A poem by Bei Dao

I thought I’d include a slightly more “difficult” poem in my radically accessible series. It’s a poem in translation, so it’s one step removed from the original, which may account for some of its obliqueness. It’s difficult only in that the images don’t connect in a completely linear fashion. Still, the sense comes through clearly, I think.

The poem is by the Chinese poet, Bei Dao (the pen name of Zhao Zhenkai), who was exiled in 1989.  This requiem is written for those who died in the Tianamen Square demonstrations. About it he has said “a  poet does have the responsibility to be the memory of his people…and this is especially true in China where there is a state policy of national amnesia. The government would like the people to forget that Tiananmen ever occurred.” In any case, I find the end especially moving, the many dead embracing each other closely in the register of deaths.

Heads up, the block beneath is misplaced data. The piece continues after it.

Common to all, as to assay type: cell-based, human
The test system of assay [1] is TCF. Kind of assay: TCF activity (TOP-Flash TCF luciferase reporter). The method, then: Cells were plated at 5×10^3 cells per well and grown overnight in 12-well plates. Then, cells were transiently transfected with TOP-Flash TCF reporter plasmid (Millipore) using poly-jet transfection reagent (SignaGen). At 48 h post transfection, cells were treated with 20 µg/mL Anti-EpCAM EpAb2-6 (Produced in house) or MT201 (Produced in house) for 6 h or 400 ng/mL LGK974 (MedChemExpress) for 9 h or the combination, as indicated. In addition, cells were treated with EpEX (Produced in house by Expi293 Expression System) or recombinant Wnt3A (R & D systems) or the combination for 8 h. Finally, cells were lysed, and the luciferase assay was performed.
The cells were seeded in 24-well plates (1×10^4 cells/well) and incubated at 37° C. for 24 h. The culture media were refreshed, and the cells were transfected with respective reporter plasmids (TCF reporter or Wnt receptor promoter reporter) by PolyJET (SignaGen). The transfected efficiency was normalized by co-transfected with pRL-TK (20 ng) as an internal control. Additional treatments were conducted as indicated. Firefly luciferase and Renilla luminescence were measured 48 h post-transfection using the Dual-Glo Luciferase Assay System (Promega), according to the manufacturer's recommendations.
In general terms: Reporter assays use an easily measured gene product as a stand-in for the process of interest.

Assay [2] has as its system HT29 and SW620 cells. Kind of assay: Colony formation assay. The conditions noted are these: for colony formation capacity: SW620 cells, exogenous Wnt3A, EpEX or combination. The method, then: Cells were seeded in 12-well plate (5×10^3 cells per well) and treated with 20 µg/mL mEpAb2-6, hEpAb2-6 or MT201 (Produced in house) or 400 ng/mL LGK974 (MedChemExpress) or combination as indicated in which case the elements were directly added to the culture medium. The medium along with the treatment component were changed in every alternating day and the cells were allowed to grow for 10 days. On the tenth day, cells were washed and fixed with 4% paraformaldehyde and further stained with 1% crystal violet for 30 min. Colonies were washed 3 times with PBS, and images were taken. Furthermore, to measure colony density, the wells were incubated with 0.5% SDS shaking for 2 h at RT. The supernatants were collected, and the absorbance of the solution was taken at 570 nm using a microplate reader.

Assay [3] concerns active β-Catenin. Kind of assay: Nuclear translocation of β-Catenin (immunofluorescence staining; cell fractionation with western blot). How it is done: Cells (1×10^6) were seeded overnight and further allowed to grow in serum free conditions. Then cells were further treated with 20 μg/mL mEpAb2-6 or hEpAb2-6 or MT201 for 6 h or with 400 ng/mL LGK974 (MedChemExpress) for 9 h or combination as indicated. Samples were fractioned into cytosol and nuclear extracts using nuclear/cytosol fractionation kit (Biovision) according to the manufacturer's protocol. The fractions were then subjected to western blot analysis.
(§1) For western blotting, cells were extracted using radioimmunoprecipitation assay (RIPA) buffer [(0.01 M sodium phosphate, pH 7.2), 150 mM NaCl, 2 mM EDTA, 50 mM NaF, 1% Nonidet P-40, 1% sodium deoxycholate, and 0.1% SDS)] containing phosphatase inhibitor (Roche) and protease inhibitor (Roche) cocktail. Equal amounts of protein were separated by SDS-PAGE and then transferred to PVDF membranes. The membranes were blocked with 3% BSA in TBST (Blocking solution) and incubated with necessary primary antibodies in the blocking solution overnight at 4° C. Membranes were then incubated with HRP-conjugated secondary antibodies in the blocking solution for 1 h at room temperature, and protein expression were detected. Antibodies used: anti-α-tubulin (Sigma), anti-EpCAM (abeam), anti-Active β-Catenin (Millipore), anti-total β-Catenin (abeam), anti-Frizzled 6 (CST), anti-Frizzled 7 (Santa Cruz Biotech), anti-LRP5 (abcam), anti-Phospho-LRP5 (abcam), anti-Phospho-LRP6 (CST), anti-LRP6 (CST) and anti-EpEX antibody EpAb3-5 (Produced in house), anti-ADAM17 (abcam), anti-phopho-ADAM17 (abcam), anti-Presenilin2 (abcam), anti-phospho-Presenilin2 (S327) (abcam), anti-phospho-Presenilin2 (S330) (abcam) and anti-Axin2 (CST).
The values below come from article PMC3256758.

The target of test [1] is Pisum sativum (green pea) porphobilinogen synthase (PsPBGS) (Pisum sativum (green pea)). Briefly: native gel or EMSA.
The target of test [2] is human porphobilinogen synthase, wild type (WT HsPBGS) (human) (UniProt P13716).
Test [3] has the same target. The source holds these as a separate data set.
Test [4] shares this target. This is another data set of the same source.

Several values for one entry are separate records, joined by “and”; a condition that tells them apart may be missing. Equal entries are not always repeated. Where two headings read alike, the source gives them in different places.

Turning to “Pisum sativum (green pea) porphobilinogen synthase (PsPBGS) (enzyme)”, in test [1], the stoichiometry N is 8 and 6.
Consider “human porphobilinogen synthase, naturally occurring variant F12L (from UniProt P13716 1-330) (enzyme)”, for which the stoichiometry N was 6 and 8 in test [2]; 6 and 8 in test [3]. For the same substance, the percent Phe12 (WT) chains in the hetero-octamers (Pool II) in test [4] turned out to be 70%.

Requiem

Not the living but the dead
under the doomsday-purple sky
go in groups
suffering guides forward suffering
at the end of hatred is hatred
the spring has run dry, the conflagration stretches unbroken
the road back is even further away

Not gods but the children
amid the clashing of helmets
say their prayers
mothers breed light
darkness breeds mothers
the stone rolls, the clock runs backwards
the eclipse of the sun has already taken place

Not your bodies but your souls
share a common birthday every year
you are all the same age
love has founded for the dead
an everlasting alliance
you embrace each other closely
in the massive register of deaths

Bei Dao

 

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